John Paul Stevens RIP

Discussion in 'History & Past Politicians' started by Phil, Jul 18, 2019.

  1. Phil

    Phil Well-Known Member

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    Remember when Katie Couric asked Sarah Palin about wrong Supreme Court decisions and she had no answer?
    The correct answer-though it would not have aired on tv was,
    "Actually, they've been getting most cases right lately, but there are far too many 5-4 decisions. Things that important can't be left to political ideologues."
    The reason she had no answer was because when Stevens was on the winning side of a decision that went the liberal way from 1986-2010 he made sure the impact of the decision was limited and the reasoning was based on sound constitutional reasoning, a huge difference from liberal decisions from 1940-86.

    Remember when John McCain was running for President and was asked which justices on the court he would not have appointed.
    He answered one by one in identical sentences.
    "I would not have appointed Stephen Breyer"
    " "''"""""""""Ginsberg"
    """""""""""""Souter."
    There was a long pause before he added Stevens to the list.
    First of all, as a Senator I'm pretty sure he voted to approve all 3. That's good. Qualifi9ed persons should be approved regardless of political preference.
    Some might think the long pause was because he couldn't remember all the names. I prefer to think he was weighing the decision of whether the far right voters-no friends to McCain-would vote for him if he failed to add Stevens to the list.
    I think he added him reluctantly, knowing Stevens was a great justice and belonged on the court.

    Most people think the Bush versus Gore decision of 2000 got a 5-4 vote because the 4 who voted for Gore wanted Gore to win and the 5 who voted for Bush wanted Bush to win.
    The clues we've had since then (timing of retirements) support that interpretation.
    If it's wrong though, if anyone voted one way or the other based on the Constitution it's on the Gore side.
    I think Stevens might have been the one who considered the Constitution.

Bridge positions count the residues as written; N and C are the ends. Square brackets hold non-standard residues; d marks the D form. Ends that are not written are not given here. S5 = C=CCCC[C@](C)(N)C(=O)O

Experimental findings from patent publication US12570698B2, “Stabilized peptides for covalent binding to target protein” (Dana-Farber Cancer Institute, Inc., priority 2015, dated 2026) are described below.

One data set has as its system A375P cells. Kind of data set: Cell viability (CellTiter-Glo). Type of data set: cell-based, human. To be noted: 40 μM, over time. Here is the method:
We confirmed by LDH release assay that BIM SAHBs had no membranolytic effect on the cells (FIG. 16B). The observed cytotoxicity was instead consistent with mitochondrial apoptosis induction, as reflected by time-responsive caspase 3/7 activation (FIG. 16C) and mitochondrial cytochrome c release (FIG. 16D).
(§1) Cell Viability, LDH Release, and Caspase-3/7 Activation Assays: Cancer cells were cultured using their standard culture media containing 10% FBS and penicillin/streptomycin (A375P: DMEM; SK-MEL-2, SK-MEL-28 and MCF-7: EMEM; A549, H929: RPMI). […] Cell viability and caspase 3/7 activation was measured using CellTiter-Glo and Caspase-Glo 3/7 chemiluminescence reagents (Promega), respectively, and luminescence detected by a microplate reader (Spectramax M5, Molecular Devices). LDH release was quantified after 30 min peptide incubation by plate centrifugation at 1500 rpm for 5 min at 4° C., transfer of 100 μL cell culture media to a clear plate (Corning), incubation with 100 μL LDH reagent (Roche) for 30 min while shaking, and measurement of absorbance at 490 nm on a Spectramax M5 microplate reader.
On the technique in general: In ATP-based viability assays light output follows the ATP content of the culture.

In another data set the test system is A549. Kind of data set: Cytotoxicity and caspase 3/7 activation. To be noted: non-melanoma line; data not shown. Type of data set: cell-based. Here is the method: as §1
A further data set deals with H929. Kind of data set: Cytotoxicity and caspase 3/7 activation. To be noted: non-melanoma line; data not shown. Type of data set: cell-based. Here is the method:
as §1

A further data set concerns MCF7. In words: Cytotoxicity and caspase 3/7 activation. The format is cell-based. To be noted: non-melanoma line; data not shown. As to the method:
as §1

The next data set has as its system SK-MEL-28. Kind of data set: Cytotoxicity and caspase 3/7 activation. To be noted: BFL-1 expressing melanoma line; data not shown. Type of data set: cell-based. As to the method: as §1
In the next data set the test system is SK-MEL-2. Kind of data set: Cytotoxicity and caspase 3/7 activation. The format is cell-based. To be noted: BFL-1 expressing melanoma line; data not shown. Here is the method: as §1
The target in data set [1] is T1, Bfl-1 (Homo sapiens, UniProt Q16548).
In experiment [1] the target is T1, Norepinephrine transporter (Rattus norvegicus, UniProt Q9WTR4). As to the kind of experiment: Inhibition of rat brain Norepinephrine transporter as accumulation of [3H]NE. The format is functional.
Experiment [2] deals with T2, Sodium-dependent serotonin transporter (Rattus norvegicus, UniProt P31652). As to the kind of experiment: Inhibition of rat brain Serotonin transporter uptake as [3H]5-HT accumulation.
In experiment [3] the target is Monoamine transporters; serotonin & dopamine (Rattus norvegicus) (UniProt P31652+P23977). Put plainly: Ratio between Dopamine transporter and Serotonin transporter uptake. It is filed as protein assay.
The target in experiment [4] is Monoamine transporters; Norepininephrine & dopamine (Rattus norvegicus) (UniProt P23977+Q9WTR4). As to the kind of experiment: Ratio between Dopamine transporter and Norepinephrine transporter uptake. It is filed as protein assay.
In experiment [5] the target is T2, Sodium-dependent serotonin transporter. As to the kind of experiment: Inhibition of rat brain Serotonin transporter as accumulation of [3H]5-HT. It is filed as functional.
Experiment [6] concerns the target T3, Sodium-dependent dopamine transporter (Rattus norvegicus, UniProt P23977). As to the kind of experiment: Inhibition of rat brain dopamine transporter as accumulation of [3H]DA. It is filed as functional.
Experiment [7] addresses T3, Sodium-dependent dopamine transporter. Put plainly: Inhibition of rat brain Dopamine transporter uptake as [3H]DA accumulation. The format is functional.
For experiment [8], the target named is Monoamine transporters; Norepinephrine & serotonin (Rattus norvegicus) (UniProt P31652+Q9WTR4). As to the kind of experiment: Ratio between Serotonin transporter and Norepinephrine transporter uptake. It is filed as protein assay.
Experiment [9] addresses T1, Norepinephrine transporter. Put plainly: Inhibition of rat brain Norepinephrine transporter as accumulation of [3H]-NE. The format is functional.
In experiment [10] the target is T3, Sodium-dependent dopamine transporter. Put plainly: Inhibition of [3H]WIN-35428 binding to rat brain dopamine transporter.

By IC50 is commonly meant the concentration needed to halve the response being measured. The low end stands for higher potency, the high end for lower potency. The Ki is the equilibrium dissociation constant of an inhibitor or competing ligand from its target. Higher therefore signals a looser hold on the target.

The simplification we hear is that Stevens was on the liberal side of the court.
    Someone might go so far as to say that that puts him on the list with Earl Warren and Harry Blackmun as men who joined the liberal side in defiance of the will of the conservative Republican who appointed them.
    If anyone says that, he's wrong!
    Back when Gerald Ford was President I read an article in which he described his political positions. He said he was conservative on some things and liberal on others. I'm guessing he was liberal on civil rights. He wanted blacks to vote and poor people to be housed.
    In the 1960s that was not a dividing line between Republicans and Democrats. In the 60s nearly half of all Democrats were conservative. The percentage was higher in the 50s and 40s.
    Ford used to quote Harry Truman, a Democrat, and tell stories about things Truman did back at the start of Ford's career in Congress. I wondered why for many years, then figured it out.
    Ford and Truman were a lot alike, practical men trying to do what was right as circumstances presented themselves.
    With Stevens, Ford was appointing a man like himself.
    I think Ford got exactly what he wanted and Stevens stands as the biggest and best legacy of the Ford administration.
     
  2. Mushroom

    Mushroom Well-Known Member

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    That is actually not what he said.

    http://www.cnn.com/2008/POLITICS/08/16/warren.forum/index.html

    There is a big difference between nominating and appointing a Justice. They are not the same thing at all.
     
  3. Phil

    Phil Well-Known Member

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    That link didn't work. I distinctly remember him saying each name one at a time in full sentences. Of course the summaries said, "The four liberals." Did he vote to confirm Souter, Ginsberg and Breyer? I'm not sure but there weren't many negative votes.
     

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